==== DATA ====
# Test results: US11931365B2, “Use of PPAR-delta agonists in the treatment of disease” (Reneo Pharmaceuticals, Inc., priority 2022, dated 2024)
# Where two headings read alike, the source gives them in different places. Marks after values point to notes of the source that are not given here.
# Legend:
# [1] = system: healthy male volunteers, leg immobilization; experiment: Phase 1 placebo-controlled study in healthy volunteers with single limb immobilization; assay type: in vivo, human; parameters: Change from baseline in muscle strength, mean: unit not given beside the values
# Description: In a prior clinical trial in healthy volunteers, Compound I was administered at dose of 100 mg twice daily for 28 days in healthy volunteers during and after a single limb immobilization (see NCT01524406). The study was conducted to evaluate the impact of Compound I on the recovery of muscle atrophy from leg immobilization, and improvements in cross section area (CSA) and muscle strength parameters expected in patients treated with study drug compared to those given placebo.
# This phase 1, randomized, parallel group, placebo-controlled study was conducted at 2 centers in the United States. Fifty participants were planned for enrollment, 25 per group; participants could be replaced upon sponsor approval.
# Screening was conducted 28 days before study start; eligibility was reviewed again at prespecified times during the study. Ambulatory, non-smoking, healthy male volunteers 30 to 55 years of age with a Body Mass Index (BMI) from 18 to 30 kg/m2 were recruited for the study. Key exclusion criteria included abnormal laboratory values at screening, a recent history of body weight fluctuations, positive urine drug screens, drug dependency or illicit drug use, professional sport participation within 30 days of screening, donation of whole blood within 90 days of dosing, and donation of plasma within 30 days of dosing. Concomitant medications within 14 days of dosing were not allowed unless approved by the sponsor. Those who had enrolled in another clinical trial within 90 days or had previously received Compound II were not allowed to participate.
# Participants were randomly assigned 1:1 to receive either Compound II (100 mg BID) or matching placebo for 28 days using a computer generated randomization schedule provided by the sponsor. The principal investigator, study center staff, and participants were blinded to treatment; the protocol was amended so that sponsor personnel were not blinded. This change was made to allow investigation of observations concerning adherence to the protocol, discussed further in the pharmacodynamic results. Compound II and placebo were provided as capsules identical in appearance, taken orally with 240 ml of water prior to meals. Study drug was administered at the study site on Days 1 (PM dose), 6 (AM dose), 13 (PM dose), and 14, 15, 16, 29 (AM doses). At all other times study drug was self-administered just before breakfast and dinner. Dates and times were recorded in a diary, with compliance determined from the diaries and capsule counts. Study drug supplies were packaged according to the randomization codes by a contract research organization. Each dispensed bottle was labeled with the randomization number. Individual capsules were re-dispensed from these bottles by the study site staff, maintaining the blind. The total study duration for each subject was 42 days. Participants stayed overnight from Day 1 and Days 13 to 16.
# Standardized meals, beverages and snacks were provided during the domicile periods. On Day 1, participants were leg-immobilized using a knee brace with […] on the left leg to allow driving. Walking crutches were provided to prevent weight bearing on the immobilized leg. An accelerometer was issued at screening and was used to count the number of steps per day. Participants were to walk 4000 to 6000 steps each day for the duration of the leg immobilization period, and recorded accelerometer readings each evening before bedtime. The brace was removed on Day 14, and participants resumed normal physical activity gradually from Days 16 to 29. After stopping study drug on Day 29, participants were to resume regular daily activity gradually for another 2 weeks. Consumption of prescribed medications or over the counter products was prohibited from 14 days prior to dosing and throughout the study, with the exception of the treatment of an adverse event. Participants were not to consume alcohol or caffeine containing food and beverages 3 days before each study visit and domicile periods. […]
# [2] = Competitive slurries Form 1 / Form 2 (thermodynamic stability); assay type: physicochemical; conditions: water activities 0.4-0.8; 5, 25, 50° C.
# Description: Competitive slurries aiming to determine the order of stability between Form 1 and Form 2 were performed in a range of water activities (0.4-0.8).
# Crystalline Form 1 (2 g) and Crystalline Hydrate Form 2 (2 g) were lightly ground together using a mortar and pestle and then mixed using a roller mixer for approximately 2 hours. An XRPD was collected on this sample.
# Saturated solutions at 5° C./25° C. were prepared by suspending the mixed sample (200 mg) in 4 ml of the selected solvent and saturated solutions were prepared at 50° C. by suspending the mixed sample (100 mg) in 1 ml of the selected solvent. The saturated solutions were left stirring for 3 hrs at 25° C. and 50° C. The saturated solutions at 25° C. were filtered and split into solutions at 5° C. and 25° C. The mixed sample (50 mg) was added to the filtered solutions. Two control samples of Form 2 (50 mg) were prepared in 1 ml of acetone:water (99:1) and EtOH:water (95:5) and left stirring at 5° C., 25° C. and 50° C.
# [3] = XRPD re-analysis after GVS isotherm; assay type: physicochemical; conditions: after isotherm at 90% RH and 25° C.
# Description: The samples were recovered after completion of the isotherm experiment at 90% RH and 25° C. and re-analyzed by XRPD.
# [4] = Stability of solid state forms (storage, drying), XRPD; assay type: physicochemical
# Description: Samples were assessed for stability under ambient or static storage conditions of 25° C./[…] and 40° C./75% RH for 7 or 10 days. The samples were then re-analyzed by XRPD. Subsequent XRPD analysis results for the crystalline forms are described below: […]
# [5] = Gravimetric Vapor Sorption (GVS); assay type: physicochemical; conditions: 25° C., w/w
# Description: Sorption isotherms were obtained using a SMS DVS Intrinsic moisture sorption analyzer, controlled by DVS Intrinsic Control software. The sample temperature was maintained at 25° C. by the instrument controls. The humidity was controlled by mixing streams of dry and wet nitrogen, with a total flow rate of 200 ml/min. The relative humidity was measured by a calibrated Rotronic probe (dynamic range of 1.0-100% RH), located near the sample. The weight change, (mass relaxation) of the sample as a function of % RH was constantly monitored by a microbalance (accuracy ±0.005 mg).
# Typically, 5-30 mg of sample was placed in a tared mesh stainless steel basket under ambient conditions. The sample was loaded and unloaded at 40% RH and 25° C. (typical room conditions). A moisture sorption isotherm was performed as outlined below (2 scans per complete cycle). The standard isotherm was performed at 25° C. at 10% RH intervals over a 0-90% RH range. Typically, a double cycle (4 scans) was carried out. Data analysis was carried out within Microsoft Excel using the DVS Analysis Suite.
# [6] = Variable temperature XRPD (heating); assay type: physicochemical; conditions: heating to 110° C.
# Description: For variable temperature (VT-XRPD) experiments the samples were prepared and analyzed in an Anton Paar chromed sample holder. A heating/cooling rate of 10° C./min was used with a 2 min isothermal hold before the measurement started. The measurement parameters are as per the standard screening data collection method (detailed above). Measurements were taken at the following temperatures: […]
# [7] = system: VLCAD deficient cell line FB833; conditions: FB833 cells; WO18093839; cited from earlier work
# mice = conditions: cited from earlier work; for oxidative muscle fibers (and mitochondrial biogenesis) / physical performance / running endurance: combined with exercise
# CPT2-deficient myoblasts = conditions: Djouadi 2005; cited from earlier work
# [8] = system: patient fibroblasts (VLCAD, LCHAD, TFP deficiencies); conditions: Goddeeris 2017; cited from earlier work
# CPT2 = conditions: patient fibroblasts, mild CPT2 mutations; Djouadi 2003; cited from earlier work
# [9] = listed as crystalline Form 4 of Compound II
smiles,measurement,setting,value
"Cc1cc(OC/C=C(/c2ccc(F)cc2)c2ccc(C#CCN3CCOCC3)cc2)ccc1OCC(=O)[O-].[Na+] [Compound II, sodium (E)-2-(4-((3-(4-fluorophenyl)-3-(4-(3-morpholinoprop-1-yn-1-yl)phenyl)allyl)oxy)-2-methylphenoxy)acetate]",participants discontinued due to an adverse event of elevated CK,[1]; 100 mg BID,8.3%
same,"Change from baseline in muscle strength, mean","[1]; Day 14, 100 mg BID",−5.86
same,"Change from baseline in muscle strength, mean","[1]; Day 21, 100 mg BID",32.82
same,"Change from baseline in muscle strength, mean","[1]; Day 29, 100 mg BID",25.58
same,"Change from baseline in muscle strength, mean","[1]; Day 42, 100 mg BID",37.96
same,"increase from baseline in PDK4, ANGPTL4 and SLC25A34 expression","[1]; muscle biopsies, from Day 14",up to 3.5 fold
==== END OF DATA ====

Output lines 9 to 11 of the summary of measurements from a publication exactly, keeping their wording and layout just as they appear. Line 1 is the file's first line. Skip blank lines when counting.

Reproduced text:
# Standardized meals, beverages and snacks were provided during the domicile periods. On Day 1, participants were leg-immobilized using a knee brace with […] on the left leg to allow driving. Walking crutches were provided to prevent weight bearing on the immobilized leg. An accelerometer was issued at screening and was used to count the number of steps per day. Participants were to walk 4000 to 6000 steps each day for the duration of the leg immobilization period, and recorded accelerometer readings each evening before bedtime. The brace was removed on Day 14, and participants resumed normal physical activity gradually from Days 16 to 29. After stopping study drug on Day 29, participants were to resume regular daily activity gradually for another 2 weeks. Consumption of prescribed medications or over the counter products was prohibited from 14 days prior to dosing and throughout the study, with the exception of the treatment of an adverse event. Participants were not to consume alcohol or caffeine containing food and beverages 3 days before each study visit and domicile periods. […]
# [2] = Competitive slurries Form 1 / Form 2 (thermodynamic stability); assay type: physicochemical; conditions: water activities 0.4-0.8; 5, 25, 50° C.
# Description: Competitive slurries aiming to determine the order of stability between Form 1 and Form 2 were performed in a range of water activities (0.4-0.8).